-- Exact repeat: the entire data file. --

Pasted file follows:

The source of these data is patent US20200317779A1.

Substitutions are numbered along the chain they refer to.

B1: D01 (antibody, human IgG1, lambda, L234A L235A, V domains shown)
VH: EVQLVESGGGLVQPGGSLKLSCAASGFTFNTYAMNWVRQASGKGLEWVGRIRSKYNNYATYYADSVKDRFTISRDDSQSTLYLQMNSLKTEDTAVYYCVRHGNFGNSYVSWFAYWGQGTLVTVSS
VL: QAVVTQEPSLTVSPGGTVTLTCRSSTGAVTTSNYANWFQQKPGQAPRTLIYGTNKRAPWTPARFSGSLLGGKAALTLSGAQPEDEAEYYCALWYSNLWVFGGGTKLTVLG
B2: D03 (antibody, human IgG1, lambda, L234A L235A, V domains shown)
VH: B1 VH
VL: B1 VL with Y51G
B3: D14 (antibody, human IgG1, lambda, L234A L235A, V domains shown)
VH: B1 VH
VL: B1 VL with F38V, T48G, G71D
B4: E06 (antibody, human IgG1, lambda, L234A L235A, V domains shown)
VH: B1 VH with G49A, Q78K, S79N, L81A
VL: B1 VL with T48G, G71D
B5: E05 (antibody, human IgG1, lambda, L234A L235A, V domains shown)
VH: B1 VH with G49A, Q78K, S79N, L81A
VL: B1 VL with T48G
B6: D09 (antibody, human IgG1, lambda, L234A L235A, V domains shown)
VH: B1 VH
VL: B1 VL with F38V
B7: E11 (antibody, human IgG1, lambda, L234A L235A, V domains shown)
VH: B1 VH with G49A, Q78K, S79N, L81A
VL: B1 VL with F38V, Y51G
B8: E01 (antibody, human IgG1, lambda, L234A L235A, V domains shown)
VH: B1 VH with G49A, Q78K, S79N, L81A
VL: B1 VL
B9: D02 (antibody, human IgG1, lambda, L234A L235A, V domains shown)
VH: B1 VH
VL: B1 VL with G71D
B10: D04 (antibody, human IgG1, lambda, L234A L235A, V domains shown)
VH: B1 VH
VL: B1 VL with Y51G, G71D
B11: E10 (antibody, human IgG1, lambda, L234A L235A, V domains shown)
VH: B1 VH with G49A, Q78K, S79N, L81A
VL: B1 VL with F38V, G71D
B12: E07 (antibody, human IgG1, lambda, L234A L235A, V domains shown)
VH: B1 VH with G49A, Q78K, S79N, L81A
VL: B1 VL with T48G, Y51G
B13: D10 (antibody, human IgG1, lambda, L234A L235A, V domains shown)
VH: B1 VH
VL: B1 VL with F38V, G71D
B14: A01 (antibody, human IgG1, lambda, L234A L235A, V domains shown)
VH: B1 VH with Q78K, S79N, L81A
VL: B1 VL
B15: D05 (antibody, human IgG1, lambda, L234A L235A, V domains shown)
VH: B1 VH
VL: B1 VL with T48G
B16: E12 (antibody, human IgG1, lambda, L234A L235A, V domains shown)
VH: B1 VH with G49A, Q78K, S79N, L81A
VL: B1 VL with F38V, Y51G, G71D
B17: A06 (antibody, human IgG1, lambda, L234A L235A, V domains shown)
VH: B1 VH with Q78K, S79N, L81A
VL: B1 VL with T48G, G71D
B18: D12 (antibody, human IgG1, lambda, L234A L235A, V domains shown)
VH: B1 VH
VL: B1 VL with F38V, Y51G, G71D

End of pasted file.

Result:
The source of these data is patent US20200317779A1.

Substitutions are numbered along the chain they refer to.

B1: D01 (antibody, human IgG1, lambda, L234A L235A, V domains shown)
VH: EVQLVESGGGLVQPGGSLKLSCAASGFTFNTYAMNWVRQASGKGLEWVGRIRSKYNNYATYYADSVKDRFTISRDDSQSTLYLQMNSLKTEDTAVYYCVRHGNFGNSYVSWFAYWGQGTLVTVSS
VL: QAVVTQEPSLTVSPGGTVTLTCRSSTGAVTTSNYANWFQQKPGQAPRTLIYGTNKRAPWTPARFSGSLLGGKAALTLSGAQPEDEAEYYCALWYSNLWVFGGGTKLTVLG
B2: D03 (antibody, human IgG1, lambda, L234A L235A, V domains shown)
VH: B1 VH
VL: B1 VL with Y51G
B3: D14 (antibody, human IgG1, lambda, L234A L235A, V domains shown)
VH: B1 VH
VL: B1 VL with F38V, T48G, G71D
B4: E06 (antibody, human IgG1, lambda, L234A L235A, V domains shown)
VH: B1 VH with G49A, Q78K, S79N, L81A
VL: B1 VL with T48G, G71D
B5: E05 (antibody, human IgG1, lambda, L234A L235A, V domains shown)
VH: B1 VH with G49A, Q78K, S79N, L81A
VL: B1 VL with T48G
B6: D09 (antibody, human IgG1, lambda, L234A L235A, V domains shown)
VH: B1 VH
VL: B1 VL with F38V
B7: E11 (antibody, human IgG1, lambda, L234A L235A, V domains shown)
VH: B1 VH with G49A, Q78K, S79N, L81A
VL: B1 VL with F38V, Y51G
B8: E01 (antibody, human IgG1, lambda, L234A L235A, V domains shown)
VH: B1 VH with G49A, Q78K, S79N, L81A
VL: B1 VL
B9: D02 (antibody, human IgG1, lambda, L234A L235A, V domains shown)
VH: B1 VH
VL: B1 VL with G71D
B10: D04 (antibody, human IgG1, lambda, L234A L235A, V domains shown)
VH: B1 VH
VL: B1 VL with Y51G, G71D
B11: E10 (antibody, human IgG1, lambda, L234A L235A, V domains shown)
VH: B1 VH with G49A, Q78K, S79N, L81A
VL: B1 VL with F38V, G71D
B12: E07 (antibody, human IgG1, lambda, L234A L235A, V domains shown)
VH: B1 VH with G49A, Q78K, S79N, L81A
VL: B1 VL with T48G, Y51G
B13: D10 (antibody, human IgG1, lambda, L234A L235A, V domains shown)
VH: B1 VH
VL: B1 VL with F38V, G71D
B14: A01 (antibody, human IgG1, lambda, L234A L235A, V domains shown)
VH: B1 VH with Q78K, S79N, L81A
VL: B1 VL
B15: D05 (antibody, human IgG1, lambda, L234A L235A, V domains shown)
VH: B1 VH
VL: B1 VL with T48G
B16: E12 (antibody, human IgG1, lambda, L234A L235A, V domains shown)
VH: B1 VH with G49A, Q78K, S79N, L81A
VL: B1 VL with F38V, Y51G, G71D
B17: A06 (antibody, human IgG1, lambda, L234A L235A, V domains shown)
VH: B1 VH with Q78K, S79N, L81A
VL: B1 VL with T48G, G71D
B18: D12 (antibody, human IgG1, lambda, L234A L235A, V domains shown)
VH: B1 VH
VL: B1 VL with F38V, Y51G, G71D